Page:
Poland storms kill six, destroy tens of thousands of trees

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Media captionAerial footage shows the destruction

Tens of thousands of trees have been brought down by storms that wreaked havoc across northern and western Poland, the forestry service says.

The storms over the weekend killed six people, including two Girl Guides who were crushed by a falling tree.

Thousands of homes were also damaged.

Poland's chief forester Konrad Tomaszewski said it would take up to two years to clear the fallen trees, and decades for the lost natural habitat to recover.

He called it "undoubtedly the worst disaster in the history of Polish - and perhaps even European - forestry".

Image copyright Mateusz Stopiński, Polish State Forests
Image caption Much of the damage occurred overnight between Friday and Saturday

It is estimated the storms brought down over eight million cubic metres of lumber across 45,000 hectares of forest.

Some of the hardest hit areas were Torun, Gdansk, and Poznan - all in the northern and western parts of the country.

Image copyright Mateusz Stopiński, Polish State Forests
Image caption Tens of thousands of trees were felled in the storms

In Torun alone, the storms left more than 23,000 hectares of damaged forest. It also destroyed the habitats of rare species.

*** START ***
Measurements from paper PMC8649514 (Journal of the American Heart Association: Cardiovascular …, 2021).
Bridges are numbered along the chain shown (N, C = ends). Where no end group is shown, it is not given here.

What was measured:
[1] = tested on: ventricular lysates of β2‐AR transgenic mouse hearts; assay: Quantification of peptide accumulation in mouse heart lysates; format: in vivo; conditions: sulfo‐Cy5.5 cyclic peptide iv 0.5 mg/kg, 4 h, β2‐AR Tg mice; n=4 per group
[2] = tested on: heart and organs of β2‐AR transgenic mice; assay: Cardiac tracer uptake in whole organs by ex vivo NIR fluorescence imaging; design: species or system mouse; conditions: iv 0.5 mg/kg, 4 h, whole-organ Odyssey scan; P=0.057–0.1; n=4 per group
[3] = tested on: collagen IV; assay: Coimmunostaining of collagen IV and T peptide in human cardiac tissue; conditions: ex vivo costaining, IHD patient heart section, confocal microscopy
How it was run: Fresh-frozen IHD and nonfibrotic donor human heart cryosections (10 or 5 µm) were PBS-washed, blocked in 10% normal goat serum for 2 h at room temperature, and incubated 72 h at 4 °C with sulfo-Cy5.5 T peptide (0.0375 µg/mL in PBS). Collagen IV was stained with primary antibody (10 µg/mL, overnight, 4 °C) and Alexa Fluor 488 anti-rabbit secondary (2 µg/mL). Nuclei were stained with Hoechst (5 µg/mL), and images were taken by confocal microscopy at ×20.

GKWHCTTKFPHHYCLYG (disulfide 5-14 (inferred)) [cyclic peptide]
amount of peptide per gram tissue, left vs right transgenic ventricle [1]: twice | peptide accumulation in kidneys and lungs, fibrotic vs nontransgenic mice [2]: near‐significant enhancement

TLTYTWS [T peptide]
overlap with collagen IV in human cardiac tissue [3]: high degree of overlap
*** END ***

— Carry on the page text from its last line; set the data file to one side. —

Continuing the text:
In a statement (in Polish), Polish State Forests said they found "destroyed bird nests" and "dead animals that failed to escape the storm."

Image copyright Polish State Forests
Image caption A map released by Polish State Forests shows the worst-hit areas in the north and west

The disaster comes as the Polish government faces criticism for logging in Europe's oldest forest, which is situated in the east of the country.

The Bialowieza forest is a Unesco world heritage site that sits along Poland's border with Belarus, and is home to rare wildlife.

Unesco, EU officials, and green activists have all opposed logging there and last month the European Union's top court ordered that large-scale logging operations be immediately stopped.

Logging banned in Europe's oldest forest

The Polish government responded by saying logging was necessary to protect the forest from an infestation of bark beetle.

The European Court of Justice will meet in a few months to determine whether the injunction will remain in place.

The European Commission is taking legal action against Warsaw, and if Poland loses the case it will be liable for multimillion euro fines.

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